During the recent filming of one of his "Change My Mind" sessions in Texas, conservative comedian and political commentator Steven Crowder noticed that a left-wing activist that had recently called for the firebombing of his crew's van in Austin was at the event. So, as Crowder is famous for doing, he went over to try to talk to her. After repeatedly demonstrating the indefensible nature of her calls to violence, Crowder soon found himself surrounded by a group of increasingly outraged activists.
"How are you today?" Crowder, dressed in an Uncle Sam outfit, said as he approached the "Our Revolution" activists' booth. "Quick question: Why would you encourage people to firebomb my van?" he asked the girl who had encouraged violence against his team online. "Why would you do that?"
In stereotypical social justice warrior fashion, instead of responding, the activist took out her phone and started filming.
"Do you think that's appropriate to encourage people to firebomb my van and hurt my crew when we are just expressing a difference of opinion?" asked Crowder. "Why would you threaten to firebomb my van or encourage other people to do it?"
After she denied the accusation, Crowder brought out a visual aid featuring screenshots of her literally inflammatory tweets. Continuing to remain rather quiet, the girl kept filming and even snacked to demonstrate how much she didn't care.
"So is that the way you deal with civil disagreements?" Crowder asked. "I've heard a lot of people talk about calls to civility with President Trump and conservatives, but what about this? What about firebombing someone, committing acts of violence? I would never encourage acts of violence against you. I don't want anyone to ever hurt you."
But the activist, who was so vocal online, refused to address Crowder in person. "Nothing huh? This is the 'tolerant' Left?" said Crowder.
When one of the girl's fellow activists asked Crowder if his feelings are hurt, he replied, "No, my feelings aren't hurt. I just don't want to be firebombed. That doesn't really have a place in today's political discussion, wouldn't you say?"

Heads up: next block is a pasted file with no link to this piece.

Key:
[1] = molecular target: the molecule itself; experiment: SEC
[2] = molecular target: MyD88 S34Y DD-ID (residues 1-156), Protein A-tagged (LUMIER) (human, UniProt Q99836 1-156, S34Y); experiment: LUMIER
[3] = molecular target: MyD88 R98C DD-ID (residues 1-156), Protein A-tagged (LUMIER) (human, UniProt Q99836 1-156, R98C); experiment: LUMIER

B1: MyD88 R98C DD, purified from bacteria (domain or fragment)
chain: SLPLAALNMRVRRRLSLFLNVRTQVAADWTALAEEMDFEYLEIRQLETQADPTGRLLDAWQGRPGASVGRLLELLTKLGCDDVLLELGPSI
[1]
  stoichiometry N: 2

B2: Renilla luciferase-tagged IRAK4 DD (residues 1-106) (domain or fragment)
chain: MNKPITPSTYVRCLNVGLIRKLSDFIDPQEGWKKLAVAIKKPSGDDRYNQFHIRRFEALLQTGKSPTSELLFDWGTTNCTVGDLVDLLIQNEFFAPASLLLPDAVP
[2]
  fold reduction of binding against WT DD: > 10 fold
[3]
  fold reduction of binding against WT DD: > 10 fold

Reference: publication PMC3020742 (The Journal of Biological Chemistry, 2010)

"Oh yeah, definitely not," said one of the activists, insincerely. When Crowder called her out for the "eye roll" and asked again if she thought threats of violence had a place, she said, "Sure," with a laugh.
After repeated attempts to get "Firebomb Girl" to speak up, she finally said, "A van is not a life."
"But what about the people in the van?" Crowder responded. "No one is getting to speak out against this?" he asked the increasingly larger and more volatile group.
But by then, all the activists had resorted to the standard campus tactics of drowning out the conservative voice, surrounding him and chanting: "Healthcare is a human right!"
"Don't engage him!" one activist yelled as Crowder repeatedly demonstrated that they had no defense of the girl's call to violence. "Our Revolution!" they chanted, to which Crowder replied, "What's The Solution? Non-Violent Speech!"
One of the leaders, standing on a chair and clearly hoping to finally expose the mythic conservative bigotry, asked Crowder, "Do you believe that all people, regardless of their race, should have equal opportunities in this country?"
But Crowder disappointed her by giving her the true conservative response: "Absolutely."
The SJWs then tried to flip the script and accuse Crowder of "encouraging acts of violence" against the girl simply by filming the encounter, to which he again referred them to her actual threats of violence as shown in the screenshots.
Eventually the mob called security to remove the lone conservative, chanting "Nazi Go Home!" as he was escorted away. Throughout the encounter, Crowder remained cordial and calm, as opposed to some of the left-wing activists who got in his face.